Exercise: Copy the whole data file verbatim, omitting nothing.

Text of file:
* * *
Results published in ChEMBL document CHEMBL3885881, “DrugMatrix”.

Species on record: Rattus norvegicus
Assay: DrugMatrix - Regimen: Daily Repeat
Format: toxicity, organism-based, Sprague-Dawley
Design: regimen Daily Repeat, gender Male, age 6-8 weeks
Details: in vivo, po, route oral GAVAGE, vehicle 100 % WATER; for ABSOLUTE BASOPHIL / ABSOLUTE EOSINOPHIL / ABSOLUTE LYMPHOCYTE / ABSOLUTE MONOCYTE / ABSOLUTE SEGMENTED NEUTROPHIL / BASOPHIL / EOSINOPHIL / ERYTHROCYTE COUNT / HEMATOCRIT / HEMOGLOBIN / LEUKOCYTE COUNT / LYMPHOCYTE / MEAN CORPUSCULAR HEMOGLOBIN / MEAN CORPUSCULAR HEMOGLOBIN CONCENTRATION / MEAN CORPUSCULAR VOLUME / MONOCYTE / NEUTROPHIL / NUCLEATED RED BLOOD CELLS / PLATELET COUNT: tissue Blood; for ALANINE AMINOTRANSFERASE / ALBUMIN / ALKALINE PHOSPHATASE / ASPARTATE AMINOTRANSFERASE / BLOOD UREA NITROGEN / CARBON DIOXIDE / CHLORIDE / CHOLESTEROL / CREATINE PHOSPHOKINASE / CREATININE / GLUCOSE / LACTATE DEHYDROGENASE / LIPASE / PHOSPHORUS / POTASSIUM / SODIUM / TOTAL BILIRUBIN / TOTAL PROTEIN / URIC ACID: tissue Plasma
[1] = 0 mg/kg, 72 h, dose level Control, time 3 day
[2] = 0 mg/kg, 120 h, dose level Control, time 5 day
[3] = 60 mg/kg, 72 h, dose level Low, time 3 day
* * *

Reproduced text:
Results published in ChEMBL document CHEMBL3885881, “DrugMatrix”.

Species on record: Rattus norvegicus
Assay: DrugMatrix - Regimen: Daily Repeat
Format: toxicity, organism-based, Sprague-Dawley
Design: regimen Daily Repeat, gender Male, age 6-8 weeks
Details: in vivo, po, route oral GAVAGE, vehicle 100 % WATER; for ABSOLUTE BASOPHIL / ABSOLUTE EOSINOPHIL / ABSOLUTE LYMPHOCYTE / ABSOLUTE MONOCYTE / ABSOLUTE SEGMENTED NEUTROPHIL / BASOPHIL / EOSINOPHIL / ERYTHROCYTE COUNT / HEMATOCRIT / HEMOGLOBIN / LEUKOCYTE COUNT / LYMPHOCYTE / MEAN CORPUSCULAR HEMOGLOBIN / MEAN CORPUSCULAR HEMOGLOBIN CONCENTRATION / MEAN CORPUSCULAR VOLUME / MONOCYTE / NEUTROPHIL / NUCLEATED RED BLOOD CELLS / PLATELET COUNT: tissue Blood; for ALANINE AMINOTRANSFERASE / ALBUMIN / ALKALINE PHOSPHATASE / ASPARTATE AMINOTRANSFERASE / BLOOD UREA NITROGEN / CARBON DIOXIDE / CHLORIDE / CHOLESTEROL / CREATINE PHOSPHOKINASE / CREATININE / GLUCOSE / LACTATE DEHYDROGENASE / LIPASE / PHOSPHORUS / POTASSIUM / SODIUM / TOTAL BILIRUBIN / TOTAL PROTEIN / URIC ACID: tissue Plasma
[1] = 0 mg/kg, 72 h, dose level Control, time 3 day
[2] = 0 mg/kg, 120 h, dose level Control, time 5 day
[3] = 60 mg/kg, 72 h, dose level Low, time 3 day